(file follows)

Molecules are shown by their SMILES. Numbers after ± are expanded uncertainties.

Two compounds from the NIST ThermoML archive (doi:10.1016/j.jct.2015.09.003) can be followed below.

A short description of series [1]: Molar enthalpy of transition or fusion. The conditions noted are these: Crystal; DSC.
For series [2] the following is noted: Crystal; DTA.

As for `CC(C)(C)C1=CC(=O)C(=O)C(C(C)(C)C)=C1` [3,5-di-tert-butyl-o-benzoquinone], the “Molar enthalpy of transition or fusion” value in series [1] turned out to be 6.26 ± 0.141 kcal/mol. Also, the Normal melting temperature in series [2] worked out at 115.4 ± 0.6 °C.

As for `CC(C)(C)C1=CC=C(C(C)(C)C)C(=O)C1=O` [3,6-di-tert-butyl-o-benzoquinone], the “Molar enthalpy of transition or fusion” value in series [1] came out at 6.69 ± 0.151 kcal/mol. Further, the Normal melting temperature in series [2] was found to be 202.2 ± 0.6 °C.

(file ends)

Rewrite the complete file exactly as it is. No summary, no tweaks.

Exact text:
Molecules are shown by their SMILES. Numbers after ± are expanded uncertainties.

Two compounds from the NIST ThermoML archive (doi:10.1016/j.jct.2015.09.003) can be followed below.

A short description of series [1]: Molar enthalpy of transition or fusion. The conditions noted are these: Crystal; DSC.
For series [2] the following is noted: Crystal; DTA.

As for `CC(C)(C)C1=CC(=O)C(=O)C(C(C)(C)C)=C1` [3,5-di-tert-butyl-o-benzoquinone], the “Molar enthalpy of transition or fusion” value in series [1] turned out to be 6.26 ± 0.141 kcal/mol. Also, the Normal melting temperature in series [2] worked out at 115.4 ± 0.6 °C.

As for `CC(C)(C)C1=CC=C(C(C)(C)C)C(=O)C1=O` [3,6-di-tert-butyl-o-benzoquinone], the “Molar enthalpy of transition or fusion” value in series [1] came out at 6.69 ± 0.151 kcal/mol. Further, the Normal melting temperature in series [2] was found to be 202.2 ± 0.6 °C.